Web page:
Argued and Submitted July 10, 1995.
Decided September 18, 1995.
Peter J. Siggins and Susan Duncan Lee, Deputy Attorneys General, San Francisco, CA, for defendants-appellants.
Valerie C. West, Oakland, CA, for plaintiff-appellee.
Appeal from the United States District Court for the Northern District of California.
Before: HALL, WIGGINS, and LEAVY, Circuit Judges.
Various officials of the California Department of Corrections ("DOC") appeal the district court's grant of a preliminary injunction against them. The district court found that Pratt, a state prisoner, had demonstrated a likelihood of success on his claim that prison officials had transferred him from one facility to another and had placed him in a double cell in retaliation for Pratt's exercise of protected First Amendment rights. We have jurisdiction over this interlocutory appeal pursuant to 28 U.S.C. § 1292(a)(1). Because we find that the district court's decision was based upon clearly erroneous findings of fact, we reverse.
Elmer "Geronimo" Pratt is serving a life sentence in California state prisons following his 1972 conviction for first degree murder. Pratt, who was a leader of the Southern California Black Panther Party, has maintained since his arrest that he was framed by the Federal Bureau of Investigation ("FBI") and is innocent of the crime of which he was convicted. He and his supporters have conducted a long and, at times, highly visible publicity campaign in an effort to secure a new trial and his eventual release from custody.
In addition, Pratt has had some success over the years in various lawsuits he has brought against DOC officials. In 1981, Pratt obtained a jury verdict that he had been unlawfully held in solitary confinement for several years, for retaliatory reasons. In 1989, upon being transferred from San Quentin to Folsom prison, Pratt filed the original complaint in the present case, alleging that the transfer was done in retaliation for his testimony in federal court about alleged FBI corruption; he obtained a preliminary injunction ordering his return to San Quentin. Pratt was later moved to Tehachapi prison, a maximum security facility in Southern California. In August 1991, he amended his complaint and moved for another preliminary injunction, asking that the district court order his release from administrative confinement into the general population at Tehachapi. While the district court denied this request, it nonetheless expressed concerns that prison officials had been harassing Pratt due to his notoriety and active pursuit of litigation. The court therefore enjoined the defendants from harassing or retaliating against Pratt for his exercise of media, legal, or political activities.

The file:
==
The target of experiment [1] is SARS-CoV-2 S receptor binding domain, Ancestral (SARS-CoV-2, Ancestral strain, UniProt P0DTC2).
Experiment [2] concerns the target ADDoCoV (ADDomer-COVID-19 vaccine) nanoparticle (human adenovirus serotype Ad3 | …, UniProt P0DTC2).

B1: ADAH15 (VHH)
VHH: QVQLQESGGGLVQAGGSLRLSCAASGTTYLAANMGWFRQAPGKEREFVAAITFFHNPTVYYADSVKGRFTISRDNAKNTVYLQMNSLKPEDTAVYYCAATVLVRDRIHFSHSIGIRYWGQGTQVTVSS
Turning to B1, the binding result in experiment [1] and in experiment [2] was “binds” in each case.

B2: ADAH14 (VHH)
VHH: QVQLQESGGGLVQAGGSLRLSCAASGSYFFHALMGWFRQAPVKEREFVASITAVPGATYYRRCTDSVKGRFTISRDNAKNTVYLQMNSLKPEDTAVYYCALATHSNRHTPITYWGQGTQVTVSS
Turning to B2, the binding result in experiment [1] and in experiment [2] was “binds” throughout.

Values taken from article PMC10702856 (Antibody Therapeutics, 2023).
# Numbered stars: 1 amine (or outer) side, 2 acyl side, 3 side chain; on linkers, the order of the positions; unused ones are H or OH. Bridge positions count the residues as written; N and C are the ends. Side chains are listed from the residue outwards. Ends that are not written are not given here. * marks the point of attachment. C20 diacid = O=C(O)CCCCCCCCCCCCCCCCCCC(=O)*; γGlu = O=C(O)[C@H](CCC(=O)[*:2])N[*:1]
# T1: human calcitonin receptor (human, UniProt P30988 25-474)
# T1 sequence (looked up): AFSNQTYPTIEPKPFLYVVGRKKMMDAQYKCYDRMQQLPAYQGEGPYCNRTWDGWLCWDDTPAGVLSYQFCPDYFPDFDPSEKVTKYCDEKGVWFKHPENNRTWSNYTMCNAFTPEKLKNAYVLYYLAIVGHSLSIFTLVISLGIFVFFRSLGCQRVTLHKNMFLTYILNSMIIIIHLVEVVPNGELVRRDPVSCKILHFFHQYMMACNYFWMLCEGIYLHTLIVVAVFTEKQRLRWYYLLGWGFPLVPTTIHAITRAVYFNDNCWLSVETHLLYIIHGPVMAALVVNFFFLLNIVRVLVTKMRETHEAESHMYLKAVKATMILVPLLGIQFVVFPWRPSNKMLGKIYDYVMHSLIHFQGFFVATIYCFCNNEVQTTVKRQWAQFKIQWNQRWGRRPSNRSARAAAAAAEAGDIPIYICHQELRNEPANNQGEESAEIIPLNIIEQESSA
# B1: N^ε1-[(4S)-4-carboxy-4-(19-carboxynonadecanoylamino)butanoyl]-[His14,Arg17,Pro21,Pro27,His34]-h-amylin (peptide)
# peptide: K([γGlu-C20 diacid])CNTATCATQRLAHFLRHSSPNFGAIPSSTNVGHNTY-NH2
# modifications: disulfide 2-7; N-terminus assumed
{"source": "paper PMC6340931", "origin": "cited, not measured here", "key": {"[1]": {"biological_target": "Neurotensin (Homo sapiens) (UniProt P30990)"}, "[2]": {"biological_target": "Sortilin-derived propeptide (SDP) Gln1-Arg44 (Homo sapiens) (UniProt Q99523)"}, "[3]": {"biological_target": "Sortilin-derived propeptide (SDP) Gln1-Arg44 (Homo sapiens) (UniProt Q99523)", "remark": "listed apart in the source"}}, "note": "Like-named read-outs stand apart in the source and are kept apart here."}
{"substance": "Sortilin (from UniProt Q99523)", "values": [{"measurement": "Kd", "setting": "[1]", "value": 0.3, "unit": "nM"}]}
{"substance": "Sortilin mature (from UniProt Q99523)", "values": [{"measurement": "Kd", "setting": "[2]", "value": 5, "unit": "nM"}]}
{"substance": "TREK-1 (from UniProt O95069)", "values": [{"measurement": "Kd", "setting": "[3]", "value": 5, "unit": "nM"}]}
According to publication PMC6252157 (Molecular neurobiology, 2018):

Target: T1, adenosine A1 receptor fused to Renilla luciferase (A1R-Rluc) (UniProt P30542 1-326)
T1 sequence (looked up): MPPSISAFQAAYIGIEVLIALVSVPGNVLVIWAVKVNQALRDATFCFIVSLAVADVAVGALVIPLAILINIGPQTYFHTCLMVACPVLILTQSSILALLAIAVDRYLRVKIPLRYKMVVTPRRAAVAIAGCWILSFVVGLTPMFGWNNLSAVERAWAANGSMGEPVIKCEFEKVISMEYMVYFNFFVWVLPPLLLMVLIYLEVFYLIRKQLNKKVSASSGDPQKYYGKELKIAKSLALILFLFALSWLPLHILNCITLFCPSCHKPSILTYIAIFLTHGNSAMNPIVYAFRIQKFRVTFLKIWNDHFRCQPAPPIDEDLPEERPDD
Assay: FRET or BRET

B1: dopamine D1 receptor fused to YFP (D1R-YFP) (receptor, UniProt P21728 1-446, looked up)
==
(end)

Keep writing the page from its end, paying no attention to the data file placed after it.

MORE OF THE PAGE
We note that this case has been pending before the district court, with an oft-amended and expanding complaint, for almost six years. During that time, there have been several skirmishes between the parties on motions for preliminary relief, but little apparent progress toward resolution of the merits of the case.
The injunction at issue in the present appeal relates to events which took place in late 1993 and early 1994. In August 1993, Pratt was transferred from Tehachapi to the R.J. Donovan Correctional Facility ("Donovan"), near San Diego, for a ninety-day psychiatric diagnostic program. On December 1, 1993, at the conclusion of the program, Donovan's warden recommended that Pratt be returned to Tehachapi.
Such a move would likely have been appropriate. According to California's system for classifying prisoners, Pratt apparently should be housed in a Level IV, or maximum security, facility, such as Tehachapi. Instead, Pratt was sent in January 1994 to Mule Creek Prison, a Level III, or medium security, facility near Sonoma in Northern California.
Among Pratt's allegations in the present case is a claim that he has been improperly assigned a Level IV classification due to the presence of erroneous information in his prison file. Because there has been no progress toward resolution of that claim, however, we assume for present purposes that Pratt is properly classified as a Level IV prisoner.
The parties disagree as to the reasons for this transfer and this disagreement is at the heart of the present appeal. Briefly, the defendants claim that Pratt was transferred to Mule Creek in order to accommodate the wishes of Pratt and his supporters. They note that they had received numerous requests to house Pratt in a facility near the San Francisco Bay Area, where his wife and children reside. In particular, the defendants point to a 1991 letter from then-California Assembly Speaker Willie Brown, asking that Pratt be considered for placement in Northern California, and to alleged telephone calls in December 1993 to the Director of DOC, defendant James Gomez, from staff members for two other, unnamed legislators, making similar requests.
Pratt, on the other hand, argues that his transfer and subsequent double-celling were done in retaliation for his exercise of First Amendment rights. He contends that he was transferred to Mule Creek in response to his decision to grant an interview to the Los Angeles Fox television network affiliate, in which he repeated his longstanding claims that he is innocent and was framed by the FBI. He notes that DOC did not follow standard procedures in deciding to transfer him to Mule Creek; the alleged irregularities include an unusual telephone call from Director Gomez to the Regional Administrator, defendant Steven Cambra, asking that he "consider Pratt for placement further North." While the exact timing of the telephone call is hotly disputed, it is undisputed that the call was followed shortly by a telephonic review board meeting convened on Christmas eve for the sole purpose of discussing Pratt's case.